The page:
[Iaude] CBET 4502: 20180329 : (3552) DON QUIXOTE
quai at eps.harvard.edu
quai at eps.harvard.edu
Thu Mar 29 11:40:08 EDT 2018
Electronic Telegram No. 4502
Central Bureau for Astronomical Telegrams
Mailing address: Hoffman Lab 209; Harvard University;
20 Oxford St.; Cambridge, MA 02138; U.S.A.
e-mail: cbatiau at eps.harvard.edu (alternate cbat at iau.org)
Prepared using the Tamkin Foundation Computer Network
(3552) DON QUIXOTE
M. Mommert, Lowell Observatory, writes that imaging observations
obtained by Mommert, D. Polishook (Weizmann Institute, Israel), and N.
Moskovitz (Lowell Observatory) using the 4.1-m Southern Astrophysical Research
Telescope (+ Goodman Spectrograph) at Cerro Pachon, Chile, on Mar. 26.40-26.41
UT show faint, extended emission around the Amor-type minor planet (3552) when
it was at r = 1.354 AU and Delta = 1.626 AU (T = 2018 May 7.6 TT at q = 1.24
AU). The extended emission is concentrated in an aperture with a radius of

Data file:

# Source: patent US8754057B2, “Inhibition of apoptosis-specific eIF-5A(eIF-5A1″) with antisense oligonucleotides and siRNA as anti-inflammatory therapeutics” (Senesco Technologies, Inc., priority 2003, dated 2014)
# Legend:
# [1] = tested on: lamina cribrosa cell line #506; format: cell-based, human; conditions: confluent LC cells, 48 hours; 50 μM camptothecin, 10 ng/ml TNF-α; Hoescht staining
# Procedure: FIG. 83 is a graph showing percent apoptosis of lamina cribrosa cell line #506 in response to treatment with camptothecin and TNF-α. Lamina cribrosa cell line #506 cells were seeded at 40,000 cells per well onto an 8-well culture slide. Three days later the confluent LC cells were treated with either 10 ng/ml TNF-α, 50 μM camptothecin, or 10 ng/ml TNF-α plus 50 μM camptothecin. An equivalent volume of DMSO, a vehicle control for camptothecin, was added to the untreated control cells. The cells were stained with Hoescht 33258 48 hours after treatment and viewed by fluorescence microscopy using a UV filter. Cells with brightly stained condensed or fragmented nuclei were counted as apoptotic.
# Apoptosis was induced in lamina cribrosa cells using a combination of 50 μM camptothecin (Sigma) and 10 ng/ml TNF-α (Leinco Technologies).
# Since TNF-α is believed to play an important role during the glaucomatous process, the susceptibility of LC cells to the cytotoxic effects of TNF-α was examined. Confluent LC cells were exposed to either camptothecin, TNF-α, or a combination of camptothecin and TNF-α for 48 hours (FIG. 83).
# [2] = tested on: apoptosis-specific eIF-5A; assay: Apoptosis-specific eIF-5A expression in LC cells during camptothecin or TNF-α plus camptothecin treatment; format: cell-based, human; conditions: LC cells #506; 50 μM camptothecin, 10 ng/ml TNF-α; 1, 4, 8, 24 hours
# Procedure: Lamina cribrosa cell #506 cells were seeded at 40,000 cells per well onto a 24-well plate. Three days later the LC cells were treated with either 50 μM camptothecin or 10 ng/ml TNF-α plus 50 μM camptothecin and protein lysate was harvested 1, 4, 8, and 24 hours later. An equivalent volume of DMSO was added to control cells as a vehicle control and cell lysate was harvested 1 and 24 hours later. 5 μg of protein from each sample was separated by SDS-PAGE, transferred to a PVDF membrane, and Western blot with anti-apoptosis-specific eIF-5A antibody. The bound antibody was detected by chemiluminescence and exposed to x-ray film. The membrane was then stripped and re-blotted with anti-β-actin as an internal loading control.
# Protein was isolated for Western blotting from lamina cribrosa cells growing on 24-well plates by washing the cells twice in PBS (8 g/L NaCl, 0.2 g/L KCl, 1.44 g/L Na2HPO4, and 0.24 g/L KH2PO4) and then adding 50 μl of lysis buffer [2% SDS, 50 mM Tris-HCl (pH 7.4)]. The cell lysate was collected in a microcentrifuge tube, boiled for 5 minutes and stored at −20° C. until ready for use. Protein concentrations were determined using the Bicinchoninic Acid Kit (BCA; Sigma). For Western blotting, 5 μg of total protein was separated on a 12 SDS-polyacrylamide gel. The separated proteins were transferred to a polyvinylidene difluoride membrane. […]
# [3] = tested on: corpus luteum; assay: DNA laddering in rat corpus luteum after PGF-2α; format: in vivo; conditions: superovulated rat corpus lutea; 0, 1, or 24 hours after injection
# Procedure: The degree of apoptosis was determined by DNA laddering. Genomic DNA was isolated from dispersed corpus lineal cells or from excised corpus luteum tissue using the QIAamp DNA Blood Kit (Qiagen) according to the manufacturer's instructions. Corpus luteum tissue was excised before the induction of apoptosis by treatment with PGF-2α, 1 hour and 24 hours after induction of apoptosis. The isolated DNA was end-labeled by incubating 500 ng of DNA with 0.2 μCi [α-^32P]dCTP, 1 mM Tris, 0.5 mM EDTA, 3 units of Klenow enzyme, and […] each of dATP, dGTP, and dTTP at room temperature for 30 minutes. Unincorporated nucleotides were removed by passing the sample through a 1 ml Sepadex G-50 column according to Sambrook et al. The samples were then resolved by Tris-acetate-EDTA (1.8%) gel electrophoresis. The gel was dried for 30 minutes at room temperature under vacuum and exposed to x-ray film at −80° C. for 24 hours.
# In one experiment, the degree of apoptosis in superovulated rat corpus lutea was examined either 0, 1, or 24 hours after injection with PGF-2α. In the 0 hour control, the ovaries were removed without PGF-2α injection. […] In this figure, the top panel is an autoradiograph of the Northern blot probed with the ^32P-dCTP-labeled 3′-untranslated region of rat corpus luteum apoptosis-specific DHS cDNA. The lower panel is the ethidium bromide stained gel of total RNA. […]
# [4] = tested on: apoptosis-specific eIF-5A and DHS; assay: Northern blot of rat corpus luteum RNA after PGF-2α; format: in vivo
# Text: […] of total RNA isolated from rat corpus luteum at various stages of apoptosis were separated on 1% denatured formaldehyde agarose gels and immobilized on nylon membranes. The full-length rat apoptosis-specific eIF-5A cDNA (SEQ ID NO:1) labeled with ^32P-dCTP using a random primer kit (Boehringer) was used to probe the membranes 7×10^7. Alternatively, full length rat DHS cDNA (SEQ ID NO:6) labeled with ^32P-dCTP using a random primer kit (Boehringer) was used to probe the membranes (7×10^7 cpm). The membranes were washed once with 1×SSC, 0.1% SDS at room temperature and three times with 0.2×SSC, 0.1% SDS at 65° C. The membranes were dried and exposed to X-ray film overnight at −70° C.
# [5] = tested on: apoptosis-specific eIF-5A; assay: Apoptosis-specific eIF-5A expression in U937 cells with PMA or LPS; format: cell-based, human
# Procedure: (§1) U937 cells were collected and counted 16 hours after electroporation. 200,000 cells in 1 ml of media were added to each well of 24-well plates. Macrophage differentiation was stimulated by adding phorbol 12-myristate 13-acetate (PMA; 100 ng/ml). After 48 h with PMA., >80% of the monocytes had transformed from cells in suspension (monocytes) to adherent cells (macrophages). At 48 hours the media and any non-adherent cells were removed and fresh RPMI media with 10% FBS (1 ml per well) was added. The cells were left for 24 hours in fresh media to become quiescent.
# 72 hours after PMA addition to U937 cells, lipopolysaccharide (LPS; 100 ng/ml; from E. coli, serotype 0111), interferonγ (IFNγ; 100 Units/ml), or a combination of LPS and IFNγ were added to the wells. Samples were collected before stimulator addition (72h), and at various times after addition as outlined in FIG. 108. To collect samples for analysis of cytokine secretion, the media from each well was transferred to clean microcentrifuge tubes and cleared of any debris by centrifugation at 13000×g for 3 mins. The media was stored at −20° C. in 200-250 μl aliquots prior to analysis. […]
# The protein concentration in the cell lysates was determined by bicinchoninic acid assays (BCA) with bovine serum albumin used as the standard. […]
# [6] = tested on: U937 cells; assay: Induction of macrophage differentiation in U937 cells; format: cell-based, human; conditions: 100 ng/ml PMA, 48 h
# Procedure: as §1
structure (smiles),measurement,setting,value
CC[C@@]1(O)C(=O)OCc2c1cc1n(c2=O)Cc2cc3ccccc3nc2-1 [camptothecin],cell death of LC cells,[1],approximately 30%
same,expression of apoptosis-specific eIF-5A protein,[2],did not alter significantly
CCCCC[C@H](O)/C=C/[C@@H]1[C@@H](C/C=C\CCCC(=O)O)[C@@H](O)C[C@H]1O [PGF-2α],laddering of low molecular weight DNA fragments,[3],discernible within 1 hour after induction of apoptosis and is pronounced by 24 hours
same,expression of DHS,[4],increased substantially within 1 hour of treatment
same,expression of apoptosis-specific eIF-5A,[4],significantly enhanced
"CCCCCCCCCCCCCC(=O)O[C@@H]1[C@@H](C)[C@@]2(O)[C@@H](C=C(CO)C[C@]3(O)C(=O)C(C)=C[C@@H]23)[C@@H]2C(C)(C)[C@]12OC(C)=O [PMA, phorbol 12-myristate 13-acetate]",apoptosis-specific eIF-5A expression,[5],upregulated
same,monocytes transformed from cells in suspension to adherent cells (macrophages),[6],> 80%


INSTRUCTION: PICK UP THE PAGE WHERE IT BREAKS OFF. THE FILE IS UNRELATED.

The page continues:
about 10"; the average surface brightness within an annulus with radii 3" and
6" is about 21 mag per square arcsec, and this was estimated from twenty-two
stacked 10-s exposures taken with a custom "VR" filter and calibrated using
solar-like stars from the SkyMapper catalogue. The average seeing at the time
of the observations was 1".8 (FWHM). Long exposures tracking on the target
show a faint tail about 30" long pointing in the anti-sunward direction
toward p.a. 230 degrees. This is the first time that cometary activity has
been observed around (3552) at visible wavelengths.
Activity was first discovered using 3.6- and 4.5-micron Spitzer Space
Telescope observations in 2009 (Mommert et al. 2014, Ap.J. 781, 25) and was
attributed to the sublimation of CO or CO_2 when r = 1.23 AU and Delta =
0.55 AU; then, there was extended emission found at 4.5 microns, but nothing
at 3.6 microns. The extended emission was detectable within a radius of 1'
around the nuclear condensation; there was also a faint tail about 2' long
pointing away from the sun. That activity was interpreted as molecular-band
emission from either CO or CO_2 (both of which have emission bands in the
Spitzer 4.5-micron passband, but not in the 3.6-micron passband). The lack
of emission at 3.6 microns led the authors to believe that there was very
little dust production.
NOTE: These 'Central Bureau Electronic Telegrams' are sometimes
superseded by text appearing later in the printed IAU Circulars.
(C) Copyright 2018 CBAT
2018 March 29 (CBET 4502) Daniel W. E. Green
More information about the Iaude